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Why Andrew Bogut's Long-Term Health Is More Important Than Stephen Curry's

November 05, 2012; Sacramento, CA, USA; Golden State Warriors center Andrew Bogut (12) between plays against the Sacramento Kings during the fourth quarter at Sleep Train Arena. The Sacramento Kings defeated the Golden State Warriors 94-92. Mandatory Credit: Kelley L Cox-US PRESSWIRE
Kelley L Cox-US PRESSWIRE
Josh BenjaminCorrespondent INovember 21, 2012

The Golden State Warriors will be without center Andrew Bogut for a short while longer, according to NBA.com. Currently recovering from ankle surgery he underwent last spring, the former No. 1 pick is expected to miss the team's next three games.

In four games this season, Bogut has averaged six points, 3.8 rebounds and one block in 18.3 minutes per game.

He also isn't the only Warriors player dealing with ankle trouble. Point guard Stephen Curry was limited to 26 games last season due to a balky right ankle, which was also surgically repaired in the spring.

On Monday night, Curry tweaked that same ankle in the Warriors' 105-101 overtime victory against the Dallas Mavericks. He insists that he feels fine and won't miss any games.

Curry is the leader of the Warriors' offense and an integral member of the starting lineup, but losing him wouldn't exactly be catastrophic. Golden State has plenty of guards who can step in and take over at the point, particularly veteran Jarrett Jack.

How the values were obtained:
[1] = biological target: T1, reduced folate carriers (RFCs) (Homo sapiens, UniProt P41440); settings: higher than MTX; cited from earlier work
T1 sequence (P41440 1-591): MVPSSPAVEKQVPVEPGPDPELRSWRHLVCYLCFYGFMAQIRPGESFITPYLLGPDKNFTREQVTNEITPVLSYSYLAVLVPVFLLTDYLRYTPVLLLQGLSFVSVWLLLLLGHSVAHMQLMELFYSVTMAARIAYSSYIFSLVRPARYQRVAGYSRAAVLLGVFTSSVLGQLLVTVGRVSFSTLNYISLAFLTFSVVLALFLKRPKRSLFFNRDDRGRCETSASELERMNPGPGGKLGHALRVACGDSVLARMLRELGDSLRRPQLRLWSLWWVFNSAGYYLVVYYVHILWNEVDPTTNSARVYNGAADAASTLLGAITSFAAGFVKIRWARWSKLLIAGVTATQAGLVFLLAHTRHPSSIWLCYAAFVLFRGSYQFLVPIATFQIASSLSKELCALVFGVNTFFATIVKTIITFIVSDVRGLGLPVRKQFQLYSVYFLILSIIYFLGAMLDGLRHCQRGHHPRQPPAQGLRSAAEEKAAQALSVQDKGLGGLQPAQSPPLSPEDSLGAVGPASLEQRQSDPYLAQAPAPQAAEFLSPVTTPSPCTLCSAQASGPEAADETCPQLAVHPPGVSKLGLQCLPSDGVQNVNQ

In terms of the loss of Curry's scoring, teammates David Lee, Klay Thompson and even rookie Harrison Barnes are more than capable of picking up the slack. This season alone, the three are averaging a combined 40.5 points per game, which accounts for about 41 percent of the team's total offense.

Bogut, on the other hand, is harder to replace. Besides rookie Festus Ezeli, who has seen some time at center in Bogut's absence, the only true center on Golden State's roster is Andris Biedrins. Over the past three years, he has essentially been a non-factor in the Warriors' quest for reliable defense in the paint, even after seemingly breakout seasons in 2008 and 2009.

Thus, unless Curry's ankle suddenly takes a turn for the worse, the Warriors' training staff needs to make getting Bogut healthy its first priority. The team has had next to no stability at center since Biedrins flamed out, and Bogut provides them just that in spite of his tendency to get injured.

Keep in mind, in his seven-plus NBA seasons, Bogut has averaged 12.6 points, 9.3 rebounds and 1.6 blocks per game. While not mind-blowing, those numbers are good enough for a Warriors team that has been struggling to find a good man to play the 5 for the past few seasons. When healthy and not on a minutes leash, it's clear that Bogut can be a force in the middle for the Dubs.

That isn't to say that Curry's health isn't equally important and his ankle issues shouldn't be dealt with accordingly. He is easily the Warriors' best player, and his 18.7 points per game this season would be a tremendous loss if he was forced to miss any games.

As long as he says the ankle is fine, however, there is not much that the Warriors can do except believe him and hope for the best. Until Curry misses one or more games, Bogut's health needs to be on the front-burner.

This way, Bogut can get healthy quicker and have a plan designed for him so that he can be at full force as soon as possible. Once he is back to his old self, there is no doubt that he will bring some much needed defense to the Bay Area.

At that point, the Warriors will finally be a complete team and be able to make a case for a playoff spot.

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